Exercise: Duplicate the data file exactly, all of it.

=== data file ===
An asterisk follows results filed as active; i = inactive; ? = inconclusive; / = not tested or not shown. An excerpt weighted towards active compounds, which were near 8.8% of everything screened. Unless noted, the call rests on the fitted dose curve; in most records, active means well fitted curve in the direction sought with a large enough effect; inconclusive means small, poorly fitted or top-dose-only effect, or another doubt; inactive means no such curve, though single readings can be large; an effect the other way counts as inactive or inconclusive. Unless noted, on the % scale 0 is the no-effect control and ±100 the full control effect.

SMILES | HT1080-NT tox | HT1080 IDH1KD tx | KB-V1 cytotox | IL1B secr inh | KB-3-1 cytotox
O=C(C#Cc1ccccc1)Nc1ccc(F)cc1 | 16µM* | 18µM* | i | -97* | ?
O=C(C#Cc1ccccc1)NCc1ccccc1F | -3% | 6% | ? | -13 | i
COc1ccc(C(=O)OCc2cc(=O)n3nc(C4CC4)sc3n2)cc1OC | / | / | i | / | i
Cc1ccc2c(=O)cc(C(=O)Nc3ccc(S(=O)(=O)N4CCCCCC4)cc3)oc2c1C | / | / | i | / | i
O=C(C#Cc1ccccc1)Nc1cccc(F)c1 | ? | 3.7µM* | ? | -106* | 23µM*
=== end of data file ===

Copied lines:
An asterisk follows results filed as active; i = inactive; ? = inconclusive; / = not tested or not shown. An excerpt weighted towards active compounds, which were near 8.8% of everything screened. Unless noted, the call rests on the fitted dose curve; in most records, active means well fitted curve in the direction sought with a large enough effect; inconclusive means small, poorly fitted or top-dose-only effect, or another doubt; inactive means no such curve, though single readings can be large; an effect the other way counts as inactive or inconclusive. Unless noted, on the % scale 0 is the no-effect control and ±100 the full control effect.

SMILES | HT1080-NT tox | HT1080 IDH1KD tx | KB-V1 cytotox | IL1B secr inh | KB-3-1 cytotox
O=C(C#Cc1ccccc1)Nc1ccc(F)cc1 | 16µM* | 18µM* | i | -97* | ?
O=C(C#Cc1ccccc1)NCc1ccccc1F | -3% | 6% | ? | -13 | i
COc1ccc(C(=O)OCc2cc(=O)n3nc(C4CC4)sc3n2)cc1OC | / | / | i | / | i
Cc1ccc2c(=O)cc(C(=O)Nc3ccc(S(=O)(=O)N4CCCCCC4)cc3)oc2c1C | / | / | i | / | i
O=C(C#Cc1ccccc1)Nc1cccc(F)c1 | ? | 3.7µM* | ? | -106* | 23µM*